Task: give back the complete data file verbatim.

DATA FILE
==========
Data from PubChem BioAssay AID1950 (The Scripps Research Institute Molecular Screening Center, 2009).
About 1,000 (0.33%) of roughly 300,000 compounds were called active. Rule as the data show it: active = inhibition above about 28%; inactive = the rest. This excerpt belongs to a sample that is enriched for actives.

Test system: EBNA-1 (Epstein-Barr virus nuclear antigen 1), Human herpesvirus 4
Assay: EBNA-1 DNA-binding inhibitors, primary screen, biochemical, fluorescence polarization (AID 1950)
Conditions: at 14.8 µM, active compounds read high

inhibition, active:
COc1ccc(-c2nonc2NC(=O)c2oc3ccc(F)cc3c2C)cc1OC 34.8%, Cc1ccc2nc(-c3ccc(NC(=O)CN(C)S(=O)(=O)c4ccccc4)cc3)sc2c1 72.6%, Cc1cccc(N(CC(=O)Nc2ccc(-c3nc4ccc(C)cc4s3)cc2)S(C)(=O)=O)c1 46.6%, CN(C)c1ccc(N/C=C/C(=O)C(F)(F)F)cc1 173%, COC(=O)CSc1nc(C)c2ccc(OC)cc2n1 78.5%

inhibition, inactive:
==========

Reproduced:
Data from PubChem BioAssay AID1950 (The Scripps Research Institute Molecular Screening Center, 2009).
About 1,000 (0.33%) of roughly 300,000 compounds were called active. Rule as the data show it: active = inhibition above about 28%; inactive = the rest. This excerpt belongs to a sample that is enriched for actives.

Test system: EBNA-1 (Epstein-Barr virus nuclear antigen 1), Human herpesvirus 4
Assay: EBNA-1 DNA-binding inhibitors, primary screen, biochemical, fluorescence polarization (AID 1950)
Conditions: at 14.8 µM, active compounds read high

inhibition, active:
COc1ccc(-c2nonc2NC(=O)c2oc3ccc(F)cc3c2C)cc1OC 34.8%, Cc1ccc2nc(-c3ccc(NC(=O)CN(C)S(=O)(=O)c4ccccc4)cc3)sc2c1 72.6%, Cc1cccc(N(CC(=O)Nc2ccc(-c3nc4ccc(C)cc4s3)cc2)S(C)(=O)=O)c1 46.6%, CN(C)c1ccc(N/C=C/C(=O)C(F)(F)F)cc1 173%, COC(=O)CSc1nc(C)c2ccc(OC)cc2n1 78.5%

inhibition, inactive: